Saturday, April 28, 2007

Review of the Lee biography in the International Herald Tribune

Lighting up rooms in Edith Wharton's vast house

By Claire Messud Published: April 27, 2007

Edith Wharton By Hermione Lee 869 pages, Alfred A. Knopf; £25, Chatto and Windus.

In her short story "The Fullness of Life," Edith Wharton wrote that a woman's life is like "a great house full of rooms," most of which remain unseen: "and in the innermost room, the holy of holies, the soul sits alone and waits for a footstep that never comes." In spite of the many books written about Wharton and her work - including R. W. B. Lewis's Pulitzer Prize-winning 1975 biography - it is Hermione Lee's determination to provide an unprecedented tour of all the rooms in Edith Wharton's mansion. The text is unquestionably authoritative, impressively - indeed, almost alarmingly - exhaustive (it includes lists of Wharton's neighbors, of fellow hotel guests, of the ads surrounding her published stories, of the wines in her cellars); and it seeks, with meticulous care, to approach the soul in her innermost sanctum.

This is a daunting undertaking: Edith Wharton was formidable, multifaceted, guarded and phenomenally busy. Between 1897 and 1937, the year of her death, she published at least one book a year. Altogether she wrote 48. Her posthumous reputation has suffered somewhat in comparison with that of her friend Henry James (as Lee points out, "to this day it is still rare for a book or an essay or a talk on Wharton not to mention James," though "this has not worked the other way"), but Wharton is a literary master - or mistress - in her own right. While only a handful of her books are still widely read, her finest fictions - including "The House of Mirth," "The Custom of the Country," "Ethan Frome" and "The Age of Innocence" - remain as affecting and engrossing today as when they first appeared (when many of them were best sellers), unsentimental illuminations of America in a time of social transition and rich explorations of the unspoken human heart. Moreover, as Lee's biography makes clear, Wharton was also significant as a designer, decorator, gardener, traveler and philanthropist, making her prolific literary production but a part of her life's work.

Edith Newbold Jones was born in New York City on Jan. 24, 1862, into considerable prosperity: "If the Joneses were not Astors or Vanderbilts," writes Lee, "they gave off a pretty well-upholstered air." Raised partly in Europe, like Henry James, she had two older brothers and a difficult mother. Her father, of whom she was immensely fond, died when Wharton was only 20. In her late teens she wrote a novel and published poems (including in The Atlantic Monthly), but she would not fulfill her literary promise until her middle years. At the age of 23, she married Teddy Wharton, an apparently solid if conventional man 12 years her senior, and embarked upon the life expected of a young woman of her station, settling near her mother in fashionable Newport, Rhode Island. While superficially comfortable, it was a time of constraint and depression. A move to Lenox, Massachusetts, in the Berkshires, entailed the design and construction of Wharton's famous house there, the Mount, which is now open to visitors, and to which a substantial portion of her library has recently been returned.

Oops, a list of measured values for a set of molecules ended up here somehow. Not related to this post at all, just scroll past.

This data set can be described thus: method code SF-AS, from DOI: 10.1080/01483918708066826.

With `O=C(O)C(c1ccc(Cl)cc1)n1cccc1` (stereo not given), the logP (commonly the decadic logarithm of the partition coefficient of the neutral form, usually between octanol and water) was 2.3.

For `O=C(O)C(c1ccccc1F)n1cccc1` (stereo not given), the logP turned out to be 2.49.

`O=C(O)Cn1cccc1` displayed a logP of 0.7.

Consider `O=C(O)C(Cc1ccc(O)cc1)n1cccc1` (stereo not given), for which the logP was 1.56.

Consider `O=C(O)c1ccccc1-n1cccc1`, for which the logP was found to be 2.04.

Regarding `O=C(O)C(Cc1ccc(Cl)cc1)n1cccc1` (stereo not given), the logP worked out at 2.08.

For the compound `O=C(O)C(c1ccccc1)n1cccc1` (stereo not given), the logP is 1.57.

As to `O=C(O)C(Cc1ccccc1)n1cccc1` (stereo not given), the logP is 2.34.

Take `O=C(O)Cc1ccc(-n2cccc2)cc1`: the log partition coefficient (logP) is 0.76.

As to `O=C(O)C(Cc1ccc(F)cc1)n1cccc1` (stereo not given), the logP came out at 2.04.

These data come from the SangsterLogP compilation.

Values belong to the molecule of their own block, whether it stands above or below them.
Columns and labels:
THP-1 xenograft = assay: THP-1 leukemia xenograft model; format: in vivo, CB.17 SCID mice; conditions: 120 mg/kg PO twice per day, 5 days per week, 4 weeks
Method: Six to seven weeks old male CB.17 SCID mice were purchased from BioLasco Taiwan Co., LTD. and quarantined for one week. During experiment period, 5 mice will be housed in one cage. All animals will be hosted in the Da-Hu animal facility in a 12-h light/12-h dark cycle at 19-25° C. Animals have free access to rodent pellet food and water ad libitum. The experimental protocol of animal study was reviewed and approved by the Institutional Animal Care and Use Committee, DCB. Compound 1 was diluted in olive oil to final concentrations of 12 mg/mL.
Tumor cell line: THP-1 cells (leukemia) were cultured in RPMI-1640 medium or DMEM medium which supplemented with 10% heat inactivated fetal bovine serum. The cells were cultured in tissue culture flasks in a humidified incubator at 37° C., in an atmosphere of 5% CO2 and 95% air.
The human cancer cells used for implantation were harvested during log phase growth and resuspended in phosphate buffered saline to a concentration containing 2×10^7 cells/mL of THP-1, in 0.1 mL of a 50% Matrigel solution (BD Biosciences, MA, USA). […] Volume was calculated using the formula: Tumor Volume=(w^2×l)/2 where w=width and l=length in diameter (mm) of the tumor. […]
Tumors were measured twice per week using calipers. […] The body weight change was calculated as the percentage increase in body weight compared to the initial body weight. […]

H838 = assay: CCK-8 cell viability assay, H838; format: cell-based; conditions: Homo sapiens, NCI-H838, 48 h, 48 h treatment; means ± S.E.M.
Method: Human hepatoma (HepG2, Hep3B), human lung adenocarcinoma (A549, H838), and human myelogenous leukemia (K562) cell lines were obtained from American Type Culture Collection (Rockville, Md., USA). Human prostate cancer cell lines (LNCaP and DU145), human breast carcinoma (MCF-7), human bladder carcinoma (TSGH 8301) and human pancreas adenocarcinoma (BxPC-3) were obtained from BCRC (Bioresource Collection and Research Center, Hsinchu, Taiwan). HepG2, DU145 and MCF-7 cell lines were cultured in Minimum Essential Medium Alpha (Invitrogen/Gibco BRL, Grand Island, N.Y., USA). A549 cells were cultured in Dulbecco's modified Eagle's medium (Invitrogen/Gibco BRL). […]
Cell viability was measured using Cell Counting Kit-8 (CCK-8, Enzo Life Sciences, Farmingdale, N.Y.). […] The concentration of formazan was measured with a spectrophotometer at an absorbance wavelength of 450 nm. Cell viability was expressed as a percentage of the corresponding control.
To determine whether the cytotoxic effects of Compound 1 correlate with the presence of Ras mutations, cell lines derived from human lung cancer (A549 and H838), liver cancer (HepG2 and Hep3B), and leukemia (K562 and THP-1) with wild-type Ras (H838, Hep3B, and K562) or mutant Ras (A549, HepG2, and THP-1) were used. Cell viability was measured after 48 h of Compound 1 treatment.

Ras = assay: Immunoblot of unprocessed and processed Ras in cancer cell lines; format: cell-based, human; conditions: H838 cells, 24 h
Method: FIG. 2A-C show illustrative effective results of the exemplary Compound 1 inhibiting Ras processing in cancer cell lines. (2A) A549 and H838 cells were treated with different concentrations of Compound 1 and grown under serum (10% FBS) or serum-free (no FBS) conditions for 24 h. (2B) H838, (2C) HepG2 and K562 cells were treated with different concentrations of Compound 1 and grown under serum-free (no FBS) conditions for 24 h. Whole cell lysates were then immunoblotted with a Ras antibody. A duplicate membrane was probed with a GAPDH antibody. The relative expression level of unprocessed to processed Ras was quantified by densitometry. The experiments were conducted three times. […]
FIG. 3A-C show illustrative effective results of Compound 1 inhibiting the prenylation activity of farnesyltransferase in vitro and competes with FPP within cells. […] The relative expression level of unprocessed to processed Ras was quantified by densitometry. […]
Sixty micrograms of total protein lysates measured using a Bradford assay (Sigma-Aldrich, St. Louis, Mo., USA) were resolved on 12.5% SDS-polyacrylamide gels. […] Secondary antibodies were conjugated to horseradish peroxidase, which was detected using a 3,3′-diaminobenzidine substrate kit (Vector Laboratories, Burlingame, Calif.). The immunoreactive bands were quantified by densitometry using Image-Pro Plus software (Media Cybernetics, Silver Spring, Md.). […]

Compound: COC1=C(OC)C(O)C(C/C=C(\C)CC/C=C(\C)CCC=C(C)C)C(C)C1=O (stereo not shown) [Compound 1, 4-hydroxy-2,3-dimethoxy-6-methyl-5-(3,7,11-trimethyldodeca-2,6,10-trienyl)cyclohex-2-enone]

Following on the heels of her influential first book, "The Decoration of Houses" (1897), which she wrote with a friend, the architect Ogden Codman, the move coincided more or less with the publication of her first novel, "The Valley of Decision" (1902), and with her nonfiction book "Italian Villas and Their Gardens" (1904).

At about the age of 40, Edith Wharton at last came to life - at least professionally. The novel that made her name, "The House of Mirth," published in 1905, is the searing account of the struggles and spiraling descent of Lily Bart, a young woman whose youth is slipping away, and with it her prospects. As Lee observes, "she is always losing her opportunities, because she cannot quite turn herself into a commodity." Lily's failures reflect the importance of money, and self-marketing, for women in late-19th-century American society, and Wharton's assessment is brutal. The book was scandalous, and popular: it sold 30,000 copies in the first three weeks after its publication, and 140,000 in its first year.

In the wake of this success, Wharton became, in every sense, a grande dame, who could no longer complain that she was a failure in Boston because she was "too fashionable to be intelligent" and in New York because she was "too intelligent to be fashionable." In spite of this literary blossoming, and although she was bolstered by close male friends like Henry James and the aristocratic international lawyer Walter Berry (to whom she was so close, for so many years, that many wrongly assumed they were lovers), Wharton struggled with the isolation of an unsatisfying marriage, and with Teddy's increasingly erratic behavior. In 1906, the Whartons settled in Paris; and soon thereafter, through Henry James, she met the louche American journalist Morton Fullerton, with whom she had her life's one truly passionate love affair. Dashing and attractive, he was not a reliable choice: "When Morton Fullerton met Edith Wharton in 1907, he had a potentially scandalous homosexual past, a French wife whom he had divorced with startling rapidity, a blackmailing mistress in whose house he was still living (for convenience, not as a lover), and a frustrated career" - and that was just for starters. R. W. B. Lewis first revealed the details of this affair, but Lee provides a fuller picture of their intimacy, and of Wharton's moving vulnerability in the relationship. [more at the link above]

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